History uncovered in Saskatoon’s Nutana neighbourhood

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Bottles from the Saskatoon Drug & Stationery Company

SaskEnergy is committed to protecting heritage and cultural sites in our day-to-day operations. With the help of a heritage screening tool, SaskEnergy has uncovered some of Saskatchewan’s history. 

The tool — which is GIS-based — is used before the start of our digging projects. It helps determine if a work site needs extra assessment or more resources.

The screening tool was used for the 2021 upgrade of service lines in the Nutana neighbourhood in Saskatoon — one of the oldest areas of the city. Because the area is heritage sensitive, a Heritage Resources Impact Assessment was also done. An archeologist was on-site during construction as well. 

In the area of the project is the Trounce House, which is one of the six original houses built in 1883. Of those six houses, the Trounce House is the only one still standing, making it the oldest building in the city.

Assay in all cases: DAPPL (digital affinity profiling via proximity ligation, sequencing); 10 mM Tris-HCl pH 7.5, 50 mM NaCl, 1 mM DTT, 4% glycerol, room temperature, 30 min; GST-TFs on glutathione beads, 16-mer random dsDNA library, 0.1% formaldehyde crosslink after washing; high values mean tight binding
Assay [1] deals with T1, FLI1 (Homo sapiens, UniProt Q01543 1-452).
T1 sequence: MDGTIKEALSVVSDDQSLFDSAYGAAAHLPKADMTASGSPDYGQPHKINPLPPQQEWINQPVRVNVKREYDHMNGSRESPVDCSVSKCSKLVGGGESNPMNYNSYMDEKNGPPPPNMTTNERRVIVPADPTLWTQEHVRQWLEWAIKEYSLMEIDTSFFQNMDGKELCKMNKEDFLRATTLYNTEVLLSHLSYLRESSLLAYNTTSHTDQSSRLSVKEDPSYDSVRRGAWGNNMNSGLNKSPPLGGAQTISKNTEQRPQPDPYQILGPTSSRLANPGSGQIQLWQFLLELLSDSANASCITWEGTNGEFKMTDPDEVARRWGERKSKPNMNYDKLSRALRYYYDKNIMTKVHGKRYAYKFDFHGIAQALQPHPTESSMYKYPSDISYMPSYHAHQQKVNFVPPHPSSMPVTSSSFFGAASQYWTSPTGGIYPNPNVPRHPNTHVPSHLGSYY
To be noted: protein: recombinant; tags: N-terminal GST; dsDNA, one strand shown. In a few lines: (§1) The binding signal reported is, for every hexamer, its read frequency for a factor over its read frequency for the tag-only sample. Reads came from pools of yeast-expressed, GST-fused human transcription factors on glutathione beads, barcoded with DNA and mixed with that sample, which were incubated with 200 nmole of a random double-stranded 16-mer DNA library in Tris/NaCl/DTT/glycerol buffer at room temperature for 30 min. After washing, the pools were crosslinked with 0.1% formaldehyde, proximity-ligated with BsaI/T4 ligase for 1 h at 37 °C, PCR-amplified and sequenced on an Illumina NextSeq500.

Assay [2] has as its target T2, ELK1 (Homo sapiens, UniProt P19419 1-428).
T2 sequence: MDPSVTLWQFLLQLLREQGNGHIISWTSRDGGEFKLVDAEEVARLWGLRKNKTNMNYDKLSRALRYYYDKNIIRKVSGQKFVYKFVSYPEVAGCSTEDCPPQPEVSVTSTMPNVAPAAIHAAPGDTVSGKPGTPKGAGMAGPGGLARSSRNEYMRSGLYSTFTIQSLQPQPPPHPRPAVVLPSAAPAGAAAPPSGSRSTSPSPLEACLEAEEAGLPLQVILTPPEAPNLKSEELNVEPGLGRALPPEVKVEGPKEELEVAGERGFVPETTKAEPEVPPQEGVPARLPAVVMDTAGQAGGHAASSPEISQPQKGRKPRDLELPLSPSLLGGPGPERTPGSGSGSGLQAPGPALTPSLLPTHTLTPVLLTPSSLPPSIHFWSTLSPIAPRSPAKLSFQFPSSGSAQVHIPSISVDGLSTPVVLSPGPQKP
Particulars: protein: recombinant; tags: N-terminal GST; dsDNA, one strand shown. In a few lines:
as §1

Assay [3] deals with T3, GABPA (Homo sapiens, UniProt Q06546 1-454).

Crews performed over 500 excavations as part of the gas service line upgrades, with each being monitored. From the monitoring, seven new heritage sites were established as artifacts were discovered. All artifacts were photographed, documented and categorized by item type and functionality. Examples of types of artifacts found included an ink bottle, an ivory toothbrush, dishes, a pocket watch and a spark plug. 

Some of the artifacts had makers marks and visible labels from businesses all over the world. Besides the artifacts found, a fieldstone-lined garden bed was discovered near the Trounce house. 

“We have existing infrastructure and we do need to repair it — its not an option not to,” says Tara Sample, Senior Environmental Advisor. “In cases like the project in Saskatoon, it’s not obvious that there is this wealth of information under the ground. With the screening tool, we are able to find the balance between doing our work, protecting the area we are working at, and contributing to the history of the province.”

All of the artifacts found are now the property of the Provincial Crown — and stored at the Royal Saskatchewan Museum — and are protected under the Heritage Property Act.